This entry was posted on Friday, October 10th, 2008 at 1:49 pm and is filed under Bicycle advocacy, Bicycle helmet, Bike to Work Book, Cycle lanes, Women's cycling. You can follow any responses to this entry through the RSS 2.0 feed. You can leave a response, or trackback from your own site.
I was in London yesterday, visiting the Cycle show at Earl’s Court. I had a bike to deliver, a Cannondale Bad Boy single speed, the one with the new Lefty fork. It was a great day to cycle in London, the sun was out and so were the cyclists.
I had an hour to kill before being allowed in the show so I took my time getting from Kings Cross to the other side of Kensington High Street. In the best furtive style of Mikael Colville-Anderson over at the utterly brilliant CopenhagenCycleChic.com, I slung a camera around my neck and captured as many non-Lycra cyclists as I could.
It was easy pickings. The place was awash with what Colville-Anderson flags as “Normal people in normal clothes on normal bikes.”
This made a visit to the Cycle show a bit like flipping over into a different universe. There was a token town bike on many stands - and stand-out urban brands such as Brompton, Pashley and Velorbis were there - but, as to be expected really, much of the rest of the show was dripping with high-end road and mountain bikes. Personally, I drool over these kind of machines but I do wonder what a ‘credit crunch commuter’ would make of all the carbon on offer.
Don’t get me wrong, aspirational bikes are good and a show stuffed with stealth black hybrids and Dutch roadsters would turn off the techies, but if Joe Breeze is right, ‘transportation bikes’ will become a bigger category than the mountain bike was in the ’80s and ’90s. If so, the bike trade is in the pre-MTB phase of largely ignoring what’s staring them in the face.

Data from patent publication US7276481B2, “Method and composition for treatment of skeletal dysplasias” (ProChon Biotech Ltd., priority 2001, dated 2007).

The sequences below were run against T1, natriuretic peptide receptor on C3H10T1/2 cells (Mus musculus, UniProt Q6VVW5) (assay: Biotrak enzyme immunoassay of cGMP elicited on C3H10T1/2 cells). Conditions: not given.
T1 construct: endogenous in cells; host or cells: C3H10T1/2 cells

In another post I’ll talk about the show, and what was on offer for the urban commuter. I was especially taken by the Bspoke clothing range, which has been designed by rag trade specialists but has the added benefit of subtle, you-don’t-know-they’re-there cycle-specific design features. Simon Mottram of Rapha told me there’s huge scope for cycling-to-work togs to become a major category. It’s in its infancy at the moment.
Right-o, back to the pix, more of which can be seen on this Flickr set. I didn’t deliberately take pix of folks without helmets, most people just weren’t wearing them. And this is why I’m a strident opponent of cycle helmet compulsion: it would force many of these kind of cyclists to ditch their bikes.
Bastard motorist. Has he even seen the cyclist?
Top marks for cycling in a suit, sir, but you might want to modify that pedal position. Cannondale has sponsored a bunch of Bike to Work Book video quickies which will identify and fix these little cycling errors.